Study Design. The literature on current neuroablative techniques for treating benign chronic painful conditions is comprehensively reviewed. Objective. To provide the reader with an understanding of the indications, techniques, and outcomes for the various ablative procedures used to treat chronic pain syndromes. Summary of Background Data. Neuromodulatory techniques are rapidly supplanting the traditional neuroablative procedures used to treat many types of pain. Methods. A MEDLINE search was conducted for each of the following procedures: radiofrequency facet denervation, cordotomy, myelotomy, sympathectomy, DREZ-otomy, rhizotomy, and ganglionectomy. In the review of each article, special attention given to the outcome, length of follow-up, complications, and number of patients. Summaries of this data were compiled to provided historical perspective, current techniques, indications, and outcomes for each of the aforementioned procedures. The outcomes cited for each procedure generally represent the data from the three or four largest series with adequate follow-up length. Results. The aforementioned procedures have 30% to 90% success rates, with success defined as at least a 50% reduction in perceived pain. These results tend to diminish with time. However, most are associated with a significant degree of morbidity and relatively high complication rates. In addition, many of the techniques lead to deafferentation pain syndromes. Conclusions. Ablative spinal techniques offer pain relief for many patients, but the use of these methods should be considered carefully in the light of available nondestructive procedures that may achieve similar goals with potentially lower morbidities.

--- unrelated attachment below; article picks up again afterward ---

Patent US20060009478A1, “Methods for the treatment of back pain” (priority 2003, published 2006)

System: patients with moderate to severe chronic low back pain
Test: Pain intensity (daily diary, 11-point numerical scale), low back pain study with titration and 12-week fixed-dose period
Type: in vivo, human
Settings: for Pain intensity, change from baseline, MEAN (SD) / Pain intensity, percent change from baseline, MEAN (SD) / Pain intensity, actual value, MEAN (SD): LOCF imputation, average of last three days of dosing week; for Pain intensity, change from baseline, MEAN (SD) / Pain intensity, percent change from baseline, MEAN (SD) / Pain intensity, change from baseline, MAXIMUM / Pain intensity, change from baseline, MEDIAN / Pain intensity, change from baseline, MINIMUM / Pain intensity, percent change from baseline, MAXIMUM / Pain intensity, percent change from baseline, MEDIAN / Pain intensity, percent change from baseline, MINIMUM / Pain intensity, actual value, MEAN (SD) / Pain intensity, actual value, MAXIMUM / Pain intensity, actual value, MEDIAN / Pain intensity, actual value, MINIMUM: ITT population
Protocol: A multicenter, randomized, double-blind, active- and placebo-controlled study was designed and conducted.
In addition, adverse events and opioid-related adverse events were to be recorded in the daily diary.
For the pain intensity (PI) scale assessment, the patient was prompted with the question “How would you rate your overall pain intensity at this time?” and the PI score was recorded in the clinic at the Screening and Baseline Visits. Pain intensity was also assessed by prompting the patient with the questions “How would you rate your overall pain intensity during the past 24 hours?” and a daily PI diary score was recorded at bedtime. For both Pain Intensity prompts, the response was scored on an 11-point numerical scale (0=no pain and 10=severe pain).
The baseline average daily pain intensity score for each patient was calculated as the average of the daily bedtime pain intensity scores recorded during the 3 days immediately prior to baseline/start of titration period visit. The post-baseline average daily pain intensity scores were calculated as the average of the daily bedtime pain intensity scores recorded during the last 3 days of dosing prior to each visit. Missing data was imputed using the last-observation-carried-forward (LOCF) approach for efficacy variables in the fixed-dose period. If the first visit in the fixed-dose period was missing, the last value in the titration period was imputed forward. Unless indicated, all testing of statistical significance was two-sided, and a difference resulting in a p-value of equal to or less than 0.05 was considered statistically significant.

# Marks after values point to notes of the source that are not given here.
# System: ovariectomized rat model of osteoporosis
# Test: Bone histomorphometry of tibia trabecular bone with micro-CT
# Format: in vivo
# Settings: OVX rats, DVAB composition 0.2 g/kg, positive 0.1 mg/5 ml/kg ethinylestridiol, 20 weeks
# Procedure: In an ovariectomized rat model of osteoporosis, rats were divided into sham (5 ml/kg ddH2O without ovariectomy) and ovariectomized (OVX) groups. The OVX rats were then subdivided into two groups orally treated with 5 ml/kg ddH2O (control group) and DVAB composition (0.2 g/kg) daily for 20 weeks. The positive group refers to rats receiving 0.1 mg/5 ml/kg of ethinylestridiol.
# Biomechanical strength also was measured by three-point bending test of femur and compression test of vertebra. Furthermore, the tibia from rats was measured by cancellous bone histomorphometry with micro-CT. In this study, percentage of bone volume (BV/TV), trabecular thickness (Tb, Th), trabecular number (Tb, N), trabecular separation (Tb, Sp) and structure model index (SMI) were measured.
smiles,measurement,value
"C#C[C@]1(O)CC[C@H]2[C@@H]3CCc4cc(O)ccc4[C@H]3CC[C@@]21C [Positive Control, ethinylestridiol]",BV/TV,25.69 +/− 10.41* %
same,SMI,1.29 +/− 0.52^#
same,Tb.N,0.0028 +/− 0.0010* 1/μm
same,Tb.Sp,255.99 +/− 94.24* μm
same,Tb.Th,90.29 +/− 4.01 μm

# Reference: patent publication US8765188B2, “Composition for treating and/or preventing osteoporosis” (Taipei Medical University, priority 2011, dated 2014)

- Dorsal rhizotomy
- Emotional disorder
ASJC Scopus subject areas
- Orthopedics and Sports Medicine
- Clinical Neurology